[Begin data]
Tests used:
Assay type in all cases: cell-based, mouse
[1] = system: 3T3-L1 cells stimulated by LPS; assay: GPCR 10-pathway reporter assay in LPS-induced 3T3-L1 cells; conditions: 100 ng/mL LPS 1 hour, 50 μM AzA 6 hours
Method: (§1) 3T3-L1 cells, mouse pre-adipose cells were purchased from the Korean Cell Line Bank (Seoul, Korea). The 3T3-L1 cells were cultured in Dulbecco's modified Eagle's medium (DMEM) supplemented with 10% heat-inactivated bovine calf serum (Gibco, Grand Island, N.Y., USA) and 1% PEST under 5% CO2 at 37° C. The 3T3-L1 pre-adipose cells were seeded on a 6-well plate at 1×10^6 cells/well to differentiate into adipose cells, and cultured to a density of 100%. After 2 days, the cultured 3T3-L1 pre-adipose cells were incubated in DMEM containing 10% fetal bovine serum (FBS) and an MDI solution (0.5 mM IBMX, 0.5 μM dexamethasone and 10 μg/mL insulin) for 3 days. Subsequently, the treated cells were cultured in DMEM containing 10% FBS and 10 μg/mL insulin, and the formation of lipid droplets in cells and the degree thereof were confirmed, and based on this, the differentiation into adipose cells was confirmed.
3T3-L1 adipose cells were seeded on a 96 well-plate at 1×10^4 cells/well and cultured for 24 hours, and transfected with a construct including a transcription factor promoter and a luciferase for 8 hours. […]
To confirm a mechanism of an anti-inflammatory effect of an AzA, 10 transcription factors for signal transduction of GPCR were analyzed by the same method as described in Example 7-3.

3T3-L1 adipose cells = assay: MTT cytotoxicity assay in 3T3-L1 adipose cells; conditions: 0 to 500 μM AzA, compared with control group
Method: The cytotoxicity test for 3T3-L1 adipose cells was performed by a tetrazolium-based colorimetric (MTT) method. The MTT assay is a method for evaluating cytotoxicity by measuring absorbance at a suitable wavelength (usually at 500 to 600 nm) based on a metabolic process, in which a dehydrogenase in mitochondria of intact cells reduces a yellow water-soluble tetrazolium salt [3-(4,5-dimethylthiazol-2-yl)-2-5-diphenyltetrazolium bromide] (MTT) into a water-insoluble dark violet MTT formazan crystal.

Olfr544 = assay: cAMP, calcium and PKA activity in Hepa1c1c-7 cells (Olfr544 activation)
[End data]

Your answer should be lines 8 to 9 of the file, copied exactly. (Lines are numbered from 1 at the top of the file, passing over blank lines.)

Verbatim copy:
Method: The cytotoxicity test for 3T3-L1 adipose cells was performed by a tetrazolium-based colorimetric (MTT) method. The MTT assay is a method for evaluating cytotoxicity by measuring absorbance at a suitable wavelength (usually at 500 to 600 nm) based on a metabolic process, in which a dehydrogenase in mitochondria of intact cells reduces a yellow water-soluble tetrazolium salt [3-(4,5-dimethylthiazol-2-yl)-2-5-diphenyltetrazolium bromide] (MTT) into a water-insoluble dark violet MTT formazan crystal.

Olfr544 = assay: cAMP, calcium and PKA activity in Hepa1c1c-7 cells (Olfr544 activation)